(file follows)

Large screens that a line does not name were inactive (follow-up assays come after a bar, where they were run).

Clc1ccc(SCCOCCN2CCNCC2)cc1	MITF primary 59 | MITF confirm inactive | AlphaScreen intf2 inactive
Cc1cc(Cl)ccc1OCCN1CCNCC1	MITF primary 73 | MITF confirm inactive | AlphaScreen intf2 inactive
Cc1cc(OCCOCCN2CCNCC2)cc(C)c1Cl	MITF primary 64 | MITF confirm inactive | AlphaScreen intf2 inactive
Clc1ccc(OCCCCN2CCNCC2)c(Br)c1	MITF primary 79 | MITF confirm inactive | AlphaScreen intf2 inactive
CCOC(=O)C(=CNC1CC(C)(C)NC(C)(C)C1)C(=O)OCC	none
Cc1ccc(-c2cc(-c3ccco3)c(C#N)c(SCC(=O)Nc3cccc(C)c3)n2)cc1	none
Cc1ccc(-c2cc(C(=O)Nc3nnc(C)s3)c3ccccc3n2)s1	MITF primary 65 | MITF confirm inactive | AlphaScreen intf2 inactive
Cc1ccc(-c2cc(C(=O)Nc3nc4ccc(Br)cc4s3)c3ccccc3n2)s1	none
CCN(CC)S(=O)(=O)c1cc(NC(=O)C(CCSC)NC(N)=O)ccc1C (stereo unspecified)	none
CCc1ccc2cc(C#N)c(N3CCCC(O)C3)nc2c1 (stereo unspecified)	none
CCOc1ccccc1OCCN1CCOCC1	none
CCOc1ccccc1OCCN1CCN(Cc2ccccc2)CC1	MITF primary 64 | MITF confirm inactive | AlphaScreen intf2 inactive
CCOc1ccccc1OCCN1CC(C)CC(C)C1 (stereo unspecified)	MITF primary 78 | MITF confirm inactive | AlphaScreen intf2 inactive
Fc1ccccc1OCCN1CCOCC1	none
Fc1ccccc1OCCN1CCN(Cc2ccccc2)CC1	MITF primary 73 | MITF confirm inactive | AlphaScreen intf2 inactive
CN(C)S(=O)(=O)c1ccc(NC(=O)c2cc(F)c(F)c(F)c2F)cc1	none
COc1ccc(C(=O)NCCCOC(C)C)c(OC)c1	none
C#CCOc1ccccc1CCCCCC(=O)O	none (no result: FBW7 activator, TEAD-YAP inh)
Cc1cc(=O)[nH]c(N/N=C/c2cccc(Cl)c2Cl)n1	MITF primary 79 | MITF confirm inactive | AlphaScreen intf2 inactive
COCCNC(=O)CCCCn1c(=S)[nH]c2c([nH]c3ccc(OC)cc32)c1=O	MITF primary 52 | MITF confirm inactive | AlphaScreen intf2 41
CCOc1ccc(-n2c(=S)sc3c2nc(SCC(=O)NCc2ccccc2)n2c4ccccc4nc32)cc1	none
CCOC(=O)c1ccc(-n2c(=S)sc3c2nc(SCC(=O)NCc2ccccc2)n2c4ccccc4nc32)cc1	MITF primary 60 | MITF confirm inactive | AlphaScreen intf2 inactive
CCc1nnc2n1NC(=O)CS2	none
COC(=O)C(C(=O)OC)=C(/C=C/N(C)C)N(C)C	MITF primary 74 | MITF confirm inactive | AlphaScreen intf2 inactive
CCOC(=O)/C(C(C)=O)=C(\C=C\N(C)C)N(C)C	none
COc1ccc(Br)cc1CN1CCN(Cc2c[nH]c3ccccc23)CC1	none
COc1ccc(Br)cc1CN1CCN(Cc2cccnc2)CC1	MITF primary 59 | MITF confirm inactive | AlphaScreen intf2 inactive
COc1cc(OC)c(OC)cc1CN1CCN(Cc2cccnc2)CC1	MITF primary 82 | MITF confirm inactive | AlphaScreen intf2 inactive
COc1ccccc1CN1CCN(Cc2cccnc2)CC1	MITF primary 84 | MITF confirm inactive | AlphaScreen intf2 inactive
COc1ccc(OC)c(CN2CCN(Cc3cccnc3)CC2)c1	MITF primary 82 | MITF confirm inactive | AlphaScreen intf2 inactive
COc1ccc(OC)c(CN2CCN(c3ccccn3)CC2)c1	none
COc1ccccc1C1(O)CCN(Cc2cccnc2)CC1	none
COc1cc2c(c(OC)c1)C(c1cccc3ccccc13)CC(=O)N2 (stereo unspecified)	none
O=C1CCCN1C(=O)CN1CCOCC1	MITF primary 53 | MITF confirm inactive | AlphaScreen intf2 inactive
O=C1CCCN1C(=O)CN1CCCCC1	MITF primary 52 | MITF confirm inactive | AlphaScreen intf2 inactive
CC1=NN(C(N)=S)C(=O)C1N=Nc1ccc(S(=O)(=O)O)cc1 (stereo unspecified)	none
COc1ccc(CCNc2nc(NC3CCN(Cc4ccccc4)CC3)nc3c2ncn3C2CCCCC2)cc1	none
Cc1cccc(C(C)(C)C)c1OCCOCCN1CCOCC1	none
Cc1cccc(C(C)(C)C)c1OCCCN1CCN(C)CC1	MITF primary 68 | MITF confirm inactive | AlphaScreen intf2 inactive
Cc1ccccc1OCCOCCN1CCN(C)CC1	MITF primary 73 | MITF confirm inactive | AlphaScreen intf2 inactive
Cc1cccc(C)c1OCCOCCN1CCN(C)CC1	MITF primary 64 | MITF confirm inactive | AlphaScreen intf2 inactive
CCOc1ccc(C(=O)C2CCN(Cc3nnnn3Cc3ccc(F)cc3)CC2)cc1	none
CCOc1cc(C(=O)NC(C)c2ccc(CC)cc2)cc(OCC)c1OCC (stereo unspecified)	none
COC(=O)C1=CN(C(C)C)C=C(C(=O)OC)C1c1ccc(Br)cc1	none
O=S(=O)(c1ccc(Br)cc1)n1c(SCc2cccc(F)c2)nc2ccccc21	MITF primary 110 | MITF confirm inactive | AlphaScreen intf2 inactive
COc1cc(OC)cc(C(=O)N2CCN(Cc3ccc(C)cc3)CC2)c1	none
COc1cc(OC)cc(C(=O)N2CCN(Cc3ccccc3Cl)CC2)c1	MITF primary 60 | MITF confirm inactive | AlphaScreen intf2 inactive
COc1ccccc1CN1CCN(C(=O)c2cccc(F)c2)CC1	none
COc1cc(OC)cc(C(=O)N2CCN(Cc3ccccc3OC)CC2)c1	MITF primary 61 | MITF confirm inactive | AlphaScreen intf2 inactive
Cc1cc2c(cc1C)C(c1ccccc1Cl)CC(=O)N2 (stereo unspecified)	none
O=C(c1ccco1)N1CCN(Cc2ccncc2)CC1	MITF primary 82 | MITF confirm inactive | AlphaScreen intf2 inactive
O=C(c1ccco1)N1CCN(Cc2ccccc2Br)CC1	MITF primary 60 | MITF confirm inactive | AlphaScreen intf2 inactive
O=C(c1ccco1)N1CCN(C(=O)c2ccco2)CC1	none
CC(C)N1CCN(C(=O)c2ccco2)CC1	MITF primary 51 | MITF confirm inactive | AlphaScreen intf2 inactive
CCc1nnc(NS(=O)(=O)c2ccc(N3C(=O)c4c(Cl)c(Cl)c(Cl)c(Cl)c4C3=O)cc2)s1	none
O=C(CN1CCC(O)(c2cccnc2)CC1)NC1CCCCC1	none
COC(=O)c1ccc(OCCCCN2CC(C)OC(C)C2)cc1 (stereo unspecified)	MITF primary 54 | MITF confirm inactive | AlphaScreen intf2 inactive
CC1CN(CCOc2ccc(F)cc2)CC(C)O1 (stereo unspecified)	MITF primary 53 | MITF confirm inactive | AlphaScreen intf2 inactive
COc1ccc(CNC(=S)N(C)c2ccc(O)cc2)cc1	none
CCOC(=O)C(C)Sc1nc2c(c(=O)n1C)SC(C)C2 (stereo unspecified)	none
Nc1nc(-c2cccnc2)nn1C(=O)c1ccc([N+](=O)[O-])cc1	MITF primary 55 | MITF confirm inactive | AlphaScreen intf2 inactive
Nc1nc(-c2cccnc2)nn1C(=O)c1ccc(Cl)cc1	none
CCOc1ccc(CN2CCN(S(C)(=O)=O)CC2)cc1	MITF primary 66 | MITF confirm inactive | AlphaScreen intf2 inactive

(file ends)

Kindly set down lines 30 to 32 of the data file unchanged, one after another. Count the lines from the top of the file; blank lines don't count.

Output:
COc1ccccc1CN1CCN(Cc2cccnc2)CC1	MITF primary 84 | MITF confirm inactive | AlphaScreen intf2 inactive
COc1ccc(OC)c(CN2CCN(Cc3cccnc3)CC2)c1	MITF primary 82 | MITF confirm inactive | AlphaScreen intf2 inactive
COc1ccc(OC)c(CN2CCN(c3ccccn3)CC2)c1	none